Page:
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Children / Motherhood

How to Help Kids Have Fun Doing Chores

How to Help Kids Have Fun Doing Chores

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Chores are often thought of as tiring and tedious. They are seen as the duties one must complete before doing something that’s actually fun, relaxing on the couch, or getting privileges or an allowance.

It’s not that chores aren’t good for kids. Research has found that giving children chores helps set them up for success in life. Using data collected over 25 years, Marty Rossman from the University of Mississippi found that children who had done chores since the age of 3 or 4 were more likely to be well-adjusted, have better relationships with friends and family, and be more successful in their careers. 

Still, thinking of tasks as “chores” can take the fun out of them. Do your chores! Did you do your chores yet? I expect you to do your chores! It sounds so negative, like a punishment akin to eating Brussels sprouts or getting a shot at the doctor.

Thinking about chores as “meaningful roles” or “special jobs” helps put the natural joy back into them. Young kids tend to love jobs. While kids can learn to do tasks for themselves, such as clear their plates or get dressed, it’s also important for them to do jobs that help a collective. Children are naturally motivated by helping family members, friends, or even strangers. They love using their power and expertise in unique ways for the good of others.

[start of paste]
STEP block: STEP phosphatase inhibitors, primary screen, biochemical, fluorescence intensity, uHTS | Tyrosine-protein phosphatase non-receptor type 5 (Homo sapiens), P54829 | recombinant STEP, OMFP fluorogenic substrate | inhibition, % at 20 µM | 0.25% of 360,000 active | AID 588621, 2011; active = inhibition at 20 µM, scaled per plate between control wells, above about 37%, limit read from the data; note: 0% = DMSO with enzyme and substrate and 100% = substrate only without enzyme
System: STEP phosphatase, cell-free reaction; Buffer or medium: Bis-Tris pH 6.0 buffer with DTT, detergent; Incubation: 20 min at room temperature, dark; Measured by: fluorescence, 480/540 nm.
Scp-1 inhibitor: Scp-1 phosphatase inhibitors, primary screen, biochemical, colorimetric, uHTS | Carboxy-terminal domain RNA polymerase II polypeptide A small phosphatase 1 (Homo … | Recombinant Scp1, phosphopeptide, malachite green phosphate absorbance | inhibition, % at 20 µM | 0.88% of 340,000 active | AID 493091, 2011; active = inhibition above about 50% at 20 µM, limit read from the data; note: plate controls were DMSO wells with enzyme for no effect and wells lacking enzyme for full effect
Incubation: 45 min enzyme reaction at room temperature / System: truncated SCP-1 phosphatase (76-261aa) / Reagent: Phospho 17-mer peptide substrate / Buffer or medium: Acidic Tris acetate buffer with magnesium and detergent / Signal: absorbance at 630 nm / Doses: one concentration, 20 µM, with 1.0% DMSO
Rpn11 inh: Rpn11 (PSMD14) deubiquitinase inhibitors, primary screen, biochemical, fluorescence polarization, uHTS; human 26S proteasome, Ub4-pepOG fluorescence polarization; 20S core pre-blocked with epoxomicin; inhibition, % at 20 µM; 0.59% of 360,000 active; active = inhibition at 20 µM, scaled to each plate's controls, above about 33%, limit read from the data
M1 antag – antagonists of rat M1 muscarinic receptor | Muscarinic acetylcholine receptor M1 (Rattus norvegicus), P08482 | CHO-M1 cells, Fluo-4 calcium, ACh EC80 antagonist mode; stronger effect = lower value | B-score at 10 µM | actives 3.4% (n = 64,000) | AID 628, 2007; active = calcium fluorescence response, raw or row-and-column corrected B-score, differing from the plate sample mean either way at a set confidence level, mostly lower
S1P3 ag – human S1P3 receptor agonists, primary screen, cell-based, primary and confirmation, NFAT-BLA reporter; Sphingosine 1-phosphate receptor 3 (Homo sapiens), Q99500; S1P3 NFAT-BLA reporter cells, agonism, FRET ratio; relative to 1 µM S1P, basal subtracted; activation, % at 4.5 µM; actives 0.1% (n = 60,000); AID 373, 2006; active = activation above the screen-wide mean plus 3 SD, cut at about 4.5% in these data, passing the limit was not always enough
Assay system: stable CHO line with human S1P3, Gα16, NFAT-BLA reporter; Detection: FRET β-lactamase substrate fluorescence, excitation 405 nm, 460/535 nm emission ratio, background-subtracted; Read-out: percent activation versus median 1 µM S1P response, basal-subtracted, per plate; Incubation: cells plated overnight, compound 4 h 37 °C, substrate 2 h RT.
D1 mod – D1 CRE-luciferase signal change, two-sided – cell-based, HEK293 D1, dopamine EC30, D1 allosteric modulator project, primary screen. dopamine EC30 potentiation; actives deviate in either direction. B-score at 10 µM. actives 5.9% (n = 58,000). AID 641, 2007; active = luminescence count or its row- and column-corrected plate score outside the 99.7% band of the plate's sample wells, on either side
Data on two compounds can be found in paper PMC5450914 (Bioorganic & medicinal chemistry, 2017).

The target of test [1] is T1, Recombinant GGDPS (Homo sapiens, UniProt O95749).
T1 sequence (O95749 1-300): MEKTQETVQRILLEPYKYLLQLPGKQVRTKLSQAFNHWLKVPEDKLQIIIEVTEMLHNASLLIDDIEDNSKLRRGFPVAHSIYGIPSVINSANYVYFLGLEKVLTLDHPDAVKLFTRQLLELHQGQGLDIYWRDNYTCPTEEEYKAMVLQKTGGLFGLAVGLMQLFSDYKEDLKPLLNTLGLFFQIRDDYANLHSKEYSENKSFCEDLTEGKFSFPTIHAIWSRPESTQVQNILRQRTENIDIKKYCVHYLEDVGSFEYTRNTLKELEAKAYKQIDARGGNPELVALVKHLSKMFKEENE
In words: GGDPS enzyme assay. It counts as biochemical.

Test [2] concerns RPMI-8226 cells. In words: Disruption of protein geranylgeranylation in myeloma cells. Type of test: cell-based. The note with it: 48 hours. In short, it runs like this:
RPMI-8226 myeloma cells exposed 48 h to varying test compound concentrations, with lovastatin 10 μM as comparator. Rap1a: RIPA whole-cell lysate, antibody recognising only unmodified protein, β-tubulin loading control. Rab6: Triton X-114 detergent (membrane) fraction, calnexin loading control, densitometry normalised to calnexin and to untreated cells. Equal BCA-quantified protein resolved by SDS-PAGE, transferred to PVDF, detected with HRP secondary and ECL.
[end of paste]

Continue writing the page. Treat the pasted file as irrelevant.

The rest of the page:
Oh, and if you choose to track their special jobs, why not get them a reward chart instead of a chore chart? Who doesn’t love to be rewarded!?

Kids love being of service to others.

Kids like to help out and help others. They could have the “job” of wiping off wet slides at the park so other kids can use them. They could be in charge of writing and coloring get well cards for friends who are sick. To help the family, kids could match the family’s socks or put away the silverware (both of which help with pre-math sorting skills). 

Here are a few ways jobs are already naturally fun for young kids.

-Erin Leyba LCSW, Ph.D., Psychology Today

Mile High Mamas
Author: Mile High Mamas

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